Frozen eggs yield first foals at CSU lab

Aug 01, 2001
By staff

Fort Collins, Colo.-The first-ever foals produced from eggs harvested from a mare, frozen and then thawed, were born in mid-July at Colorado State University's Animal Reproduction and Biotechnology Laboratory.

Scientists say they will now be able to preserve reproductive material from the female and the male. The technology may help to preserve endangered species worldwide, which has been a goal of CSU's Preservation of Equine Genetics program since its inception in 1996.

"This is a tremendous breakthrough," says Dr. Ed Squires, faculty member and coordinator of the Preservation of Equine Genetics program. "Essentially, with this process, we can now do for the female mammal what we've been able to do for the male: provide flexibility in reproduction."

In comparison to the stallion, which can produce millions of sperm for many years, mares have a limited number of eggs, or oocytes, and fewer years for reproduction. Typically, mares are bred for the first time at around 3 years of age and deliver between eight and 10 foals in a lifetime.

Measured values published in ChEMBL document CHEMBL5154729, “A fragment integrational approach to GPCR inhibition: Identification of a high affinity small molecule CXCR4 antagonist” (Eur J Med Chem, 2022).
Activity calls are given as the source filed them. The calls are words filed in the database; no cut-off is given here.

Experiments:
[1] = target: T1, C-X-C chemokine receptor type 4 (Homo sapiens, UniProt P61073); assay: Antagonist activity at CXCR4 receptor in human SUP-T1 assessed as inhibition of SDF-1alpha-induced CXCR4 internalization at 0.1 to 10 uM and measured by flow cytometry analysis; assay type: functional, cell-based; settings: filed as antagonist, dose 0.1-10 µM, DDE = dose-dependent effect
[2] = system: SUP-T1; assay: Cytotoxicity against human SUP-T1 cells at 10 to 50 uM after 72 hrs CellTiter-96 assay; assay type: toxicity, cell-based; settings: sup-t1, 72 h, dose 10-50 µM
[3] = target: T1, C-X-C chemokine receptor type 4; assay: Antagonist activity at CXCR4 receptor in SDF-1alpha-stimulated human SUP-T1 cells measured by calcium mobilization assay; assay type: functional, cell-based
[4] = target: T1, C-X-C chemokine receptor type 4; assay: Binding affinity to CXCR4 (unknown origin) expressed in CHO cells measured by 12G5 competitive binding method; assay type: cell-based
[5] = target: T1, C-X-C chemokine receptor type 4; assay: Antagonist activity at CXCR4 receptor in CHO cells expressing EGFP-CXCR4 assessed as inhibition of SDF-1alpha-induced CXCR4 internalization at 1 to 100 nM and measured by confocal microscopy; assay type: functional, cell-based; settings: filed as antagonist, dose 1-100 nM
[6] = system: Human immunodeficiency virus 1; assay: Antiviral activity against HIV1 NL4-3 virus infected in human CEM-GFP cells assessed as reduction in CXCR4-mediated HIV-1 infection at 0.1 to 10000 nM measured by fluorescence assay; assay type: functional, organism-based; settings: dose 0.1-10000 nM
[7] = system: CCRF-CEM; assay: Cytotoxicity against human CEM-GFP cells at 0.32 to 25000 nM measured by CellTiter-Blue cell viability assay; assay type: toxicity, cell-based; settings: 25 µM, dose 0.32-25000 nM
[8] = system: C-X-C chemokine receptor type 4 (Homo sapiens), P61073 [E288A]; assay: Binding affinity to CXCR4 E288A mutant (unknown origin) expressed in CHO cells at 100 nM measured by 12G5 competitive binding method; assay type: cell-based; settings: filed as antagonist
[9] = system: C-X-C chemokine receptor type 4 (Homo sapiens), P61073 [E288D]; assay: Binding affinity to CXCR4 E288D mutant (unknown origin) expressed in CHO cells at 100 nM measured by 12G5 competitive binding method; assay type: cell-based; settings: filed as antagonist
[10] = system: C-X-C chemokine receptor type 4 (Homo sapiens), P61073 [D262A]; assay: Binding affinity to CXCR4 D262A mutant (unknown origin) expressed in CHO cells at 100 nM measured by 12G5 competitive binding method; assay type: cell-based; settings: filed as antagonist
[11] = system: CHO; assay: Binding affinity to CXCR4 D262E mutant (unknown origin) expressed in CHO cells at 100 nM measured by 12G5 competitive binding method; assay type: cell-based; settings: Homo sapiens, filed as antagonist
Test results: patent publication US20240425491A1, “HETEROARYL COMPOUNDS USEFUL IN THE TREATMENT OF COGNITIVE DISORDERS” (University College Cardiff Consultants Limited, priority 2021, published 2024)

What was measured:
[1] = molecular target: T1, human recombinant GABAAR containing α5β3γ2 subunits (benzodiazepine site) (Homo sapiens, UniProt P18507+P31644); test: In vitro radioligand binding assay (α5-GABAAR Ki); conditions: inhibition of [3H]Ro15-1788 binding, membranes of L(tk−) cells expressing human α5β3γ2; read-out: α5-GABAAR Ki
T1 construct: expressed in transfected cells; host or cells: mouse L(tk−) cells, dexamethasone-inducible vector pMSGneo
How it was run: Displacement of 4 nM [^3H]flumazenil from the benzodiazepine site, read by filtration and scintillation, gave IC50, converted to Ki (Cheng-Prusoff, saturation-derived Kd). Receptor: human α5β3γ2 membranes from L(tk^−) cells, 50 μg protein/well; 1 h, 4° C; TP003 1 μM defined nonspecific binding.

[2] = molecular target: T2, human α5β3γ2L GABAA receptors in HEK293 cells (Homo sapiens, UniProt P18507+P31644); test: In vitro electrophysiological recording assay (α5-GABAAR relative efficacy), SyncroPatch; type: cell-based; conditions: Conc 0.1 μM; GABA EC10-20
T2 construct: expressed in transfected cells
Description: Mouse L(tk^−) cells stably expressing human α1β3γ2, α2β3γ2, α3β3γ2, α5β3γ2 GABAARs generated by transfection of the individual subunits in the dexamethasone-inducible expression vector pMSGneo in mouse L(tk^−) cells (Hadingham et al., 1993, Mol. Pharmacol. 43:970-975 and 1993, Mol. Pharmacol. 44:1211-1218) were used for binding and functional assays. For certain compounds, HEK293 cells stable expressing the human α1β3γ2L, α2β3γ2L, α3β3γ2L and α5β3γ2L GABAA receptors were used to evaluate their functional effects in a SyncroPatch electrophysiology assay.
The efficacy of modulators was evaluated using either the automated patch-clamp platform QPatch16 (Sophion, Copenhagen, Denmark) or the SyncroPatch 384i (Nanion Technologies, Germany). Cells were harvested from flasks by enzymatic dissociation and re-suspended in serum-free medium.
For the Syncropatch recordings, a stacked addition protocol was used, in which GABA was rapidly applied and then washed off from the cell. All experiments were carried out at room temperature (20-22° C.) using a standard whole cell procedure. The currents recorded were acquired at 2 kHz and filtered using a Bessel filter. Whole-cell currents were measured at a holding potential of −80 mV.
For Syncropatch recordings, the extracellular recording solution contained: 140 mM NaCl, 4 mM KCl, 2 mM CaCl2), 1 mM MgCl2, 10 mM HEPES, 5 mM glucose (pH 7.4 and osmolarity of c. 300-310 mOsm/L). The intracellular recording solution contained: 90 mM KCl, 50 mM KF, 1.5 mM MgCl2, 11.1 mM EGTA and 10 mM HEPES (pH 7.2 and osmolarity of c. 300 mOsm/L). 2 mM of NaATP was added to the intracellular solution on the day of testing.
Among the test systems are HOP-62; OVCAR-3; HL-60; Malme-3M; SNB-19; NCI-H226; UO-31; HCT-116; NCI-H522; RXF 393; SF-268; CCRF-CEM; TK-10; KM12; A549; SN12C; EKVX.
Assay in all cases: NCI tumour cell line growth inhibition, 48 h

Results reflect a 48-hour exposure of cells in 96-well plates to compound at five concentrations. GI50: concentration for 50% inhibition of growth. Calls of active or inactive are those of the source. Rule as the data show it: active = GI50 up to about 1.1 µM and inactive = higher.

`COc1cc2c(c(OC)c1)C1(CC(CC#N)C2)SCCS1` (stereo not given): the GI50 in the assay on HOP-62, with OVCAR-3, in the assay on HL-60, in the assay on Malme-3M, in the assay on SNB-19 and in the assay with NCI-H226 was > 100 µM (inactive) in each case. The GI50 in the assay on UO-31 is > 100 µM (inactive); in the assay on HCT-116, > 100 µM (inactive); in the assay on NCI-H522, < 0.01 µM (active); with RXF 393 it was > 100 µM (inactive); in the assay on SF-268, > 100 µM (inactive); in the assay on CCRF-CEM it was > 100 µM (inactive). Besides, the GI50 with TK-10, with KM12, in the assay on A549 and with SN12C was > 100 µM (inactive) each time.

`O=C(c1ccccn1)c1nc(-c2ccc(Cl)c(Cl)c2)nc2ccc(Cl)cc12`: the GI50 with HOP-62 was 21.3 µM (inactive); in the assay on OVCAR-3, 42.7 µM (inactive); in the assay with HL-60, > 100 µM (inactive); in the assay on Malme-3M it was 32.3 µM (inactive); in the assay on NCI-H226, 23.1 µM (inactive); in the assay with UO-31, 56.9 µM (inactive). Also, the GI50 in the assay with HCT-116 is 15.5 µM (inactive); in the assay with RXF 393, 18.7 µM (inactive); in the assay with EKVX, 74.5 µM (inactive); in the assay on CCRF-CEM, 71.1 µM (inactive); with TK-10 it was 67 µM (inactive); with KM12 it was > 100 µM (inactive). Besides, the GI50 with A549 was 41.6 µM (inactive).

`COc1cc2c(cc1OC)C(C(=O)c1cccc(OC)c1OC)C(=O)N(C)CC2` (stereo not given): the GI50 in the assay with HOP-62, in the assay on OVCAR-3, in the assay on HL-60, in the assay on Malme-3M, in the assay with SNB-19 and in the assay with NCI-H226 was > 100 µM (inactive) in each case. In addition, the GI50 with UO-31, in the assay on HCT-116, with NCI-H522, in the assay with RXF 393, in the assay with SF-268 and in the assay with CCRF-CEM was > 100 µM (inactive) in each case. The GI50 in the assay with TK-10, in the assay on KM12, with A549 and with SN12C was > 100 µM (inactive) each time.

Because the oocyte cell is so much more complex than a sperm cell, the process of cryopreservation is much more tedious.

"The cryopreservation process we used in this case is called vitrification," says Lisa Maclellan, coordinator of the project. "We first gathered the contents of an ovarian follicle using an ultrasound probe. From the contents, we separated out the single-cell oocyte under a microscope. The oocyte was placed onto a cryoloop-which is about the size of a sewing needle--and quickly dipped into liquid nitrogen to be flash frozen."

The oocytes were thawed after several months and implanted in two mares that had already been inseminated with material from a donor stallion. The mares carried for the full term and delivered healthy, normal foals.